Jump to Navigation
Jump to Content

Delgado v. Department of the Interior

ELR Citation: 28 ELR 21523
Nos. 97-6125, 153 F.3d 726/(10th Cir., 07/10/1998)

The court upholds the U.S. Department of the Interior's (DOI's) decision to deny lessors' request to cancel their Native American oil and gas lease because of the lessee's royalty underpayment violations. The court first holds that the lessors' constitutional argument is meritless. Instead of arguing that the process received was constitutionally lacking, the lessors argued that the DOI Secretary's action was unreasonable. In addition to this failure to state a due process argument, the lessors failed to raise the issue adequately before the Secretary. Moreover, the lessors have no property interest in cancelling the lease, and, in any case, they received process from the Secretary that was more than sufficient. The court next holds that the Secretary's interpretation of the cancellation provision set forth at 25 C.F.R. §212.23(a) is permissible. There is no justification for concluding that the severe sanction of cancellation of the lease is the only relief for all breaches of the lease terms or for any failureto pay royalties. Moreover, disallowing the Secretary discretion in cancelling leases would entail nearly absurd results. The court further holds that the Secretary's interpretation is not inconsistent with the Federal Oil and Gas Royalty Management Act. This Act is careful not to alter the Secretary's preexisting authority to cancel leases. The fact that the Act gives the Secretary additional remedies for Native American lease violations indicates quite strongly that cancellation cannot be the only appropriate remedy. The court also holds that the Secretary's decision was not arbitrary and capricious. The Interior Board of Indian Appeals' decision indicates the agency properly weighed the evidence, including what the lessors presented, and arrived at a conclusion supported by the evidence. Last, the court rejects the lessors' argument that the Secretary was bound to cancel the lease under the lease's own terms. The lease gives the Secretary the power to cancel; it does not require him to do so.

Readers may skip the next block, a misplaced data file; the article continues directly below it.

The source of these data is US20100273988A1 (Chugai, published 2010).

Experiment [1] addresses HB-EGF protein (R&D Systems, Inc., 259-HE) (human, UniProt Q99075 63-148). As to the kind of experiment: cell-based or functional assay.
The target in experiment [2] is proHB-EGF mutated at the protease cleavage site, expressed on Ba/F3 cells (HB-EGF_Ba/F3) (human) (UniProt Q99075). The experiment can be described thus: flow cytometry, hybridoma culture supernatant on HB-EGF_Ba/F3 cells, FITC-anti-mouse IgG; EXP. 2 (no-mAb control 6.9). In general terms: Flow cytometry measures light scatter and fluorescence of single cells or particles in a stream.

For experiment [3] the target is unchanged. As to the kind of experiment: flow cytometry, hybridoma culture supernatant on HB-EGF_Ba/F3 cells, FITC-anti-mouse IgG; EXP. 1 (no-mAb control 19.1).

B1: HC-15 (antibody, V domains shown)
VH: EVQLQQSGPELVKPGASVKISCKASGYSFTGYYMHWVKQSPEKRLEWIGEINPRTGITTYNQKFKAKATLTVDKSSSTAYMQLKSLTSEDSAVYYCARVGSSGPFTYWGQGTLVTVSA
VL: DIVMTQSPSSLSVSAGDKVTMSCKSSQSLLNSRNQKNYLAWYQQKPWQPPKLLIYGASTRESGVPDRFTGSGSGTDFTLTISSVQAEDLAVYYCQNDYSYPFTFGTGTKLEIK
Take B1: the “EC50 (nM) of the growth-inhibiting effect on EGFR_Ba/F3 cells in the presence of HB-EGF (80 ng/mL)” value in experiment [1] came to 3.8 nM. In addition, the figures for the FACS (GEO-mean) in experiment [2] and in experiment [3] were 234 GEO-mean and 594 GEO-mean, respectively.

Counsel for Plaintiffs
R. Robyn Assaf
Law Offices of R. Robyn Assaf
4312 N. Classen Blvd., Oklahoma City OK 73118
(405) 525-0777

Counsel for Defendants
R. Anthony Rogers
Environment and Natural Resources Division
U.S. Department of Justice, Washington DC 20530
(202) 514-2000/305-0483

Before Baldock and McKay, JJ.